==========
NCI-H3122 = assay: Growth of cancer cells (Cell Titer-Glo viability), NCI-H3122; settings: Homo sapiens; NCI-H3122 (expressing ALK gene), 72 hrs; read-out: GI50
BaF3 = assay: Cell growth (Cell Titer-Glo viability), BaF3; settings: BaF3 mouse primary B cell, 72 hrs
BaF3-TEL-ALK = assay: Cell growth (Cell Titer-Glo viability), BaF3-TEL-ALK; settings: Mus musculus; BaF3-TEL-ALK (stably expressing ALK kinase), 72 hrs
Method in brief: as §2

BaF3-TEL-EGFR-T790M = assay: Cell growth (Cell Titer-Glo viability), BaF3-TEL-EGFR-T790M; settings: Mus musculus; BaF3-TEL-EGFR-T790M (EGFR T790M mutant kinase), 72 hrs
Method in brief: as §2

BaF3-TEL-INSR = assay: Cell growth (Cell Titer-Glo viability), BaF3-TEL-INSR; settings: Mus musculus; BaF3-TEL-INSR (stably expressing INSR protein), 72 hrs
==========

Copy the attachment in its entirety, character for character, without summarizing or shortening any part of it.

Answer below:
NCI-H3122 = assay: Growth of cancer cells (Cell Titer-Glo viability), NCI-H3122; settings: Homo sapiens; NCI-H3122 (expressing ALK gene), 72 hrs; read-out: GI50
BaF3 = assay: Cell growth (Cell Titer-Glo viability), BaF3; settings: BaF3 mouse primary B cell, 72 hrs
BaF3-TEL-ALK = assay: Cell growth (Cell Titer-Glo viability), BaF3-TEL-ALK; settings: Mus musculus; BaF3-TEL-ALK (stably expressing ALK kinase), 72 hrs
Method in brief: as §2

BaF3-TEL-EGFR-T790M = assay: Cell growth (Cell Titer-Glo viability), BaF3-TEL-EGFR-T790M; settings: Mus musculus; BaF3-TEL-EGFR-T790M (EGFR T790M mutant kinase), 72 hrs
Method in brief: as §2

BaF3-TEL-INSR = assay: Cell growth (Cell Titer-Glo viability), BaF3-TEL-INSR; settings: Mus musculus; BaF3-TEL-INSR (stably expressing INSR protein), 72 hrs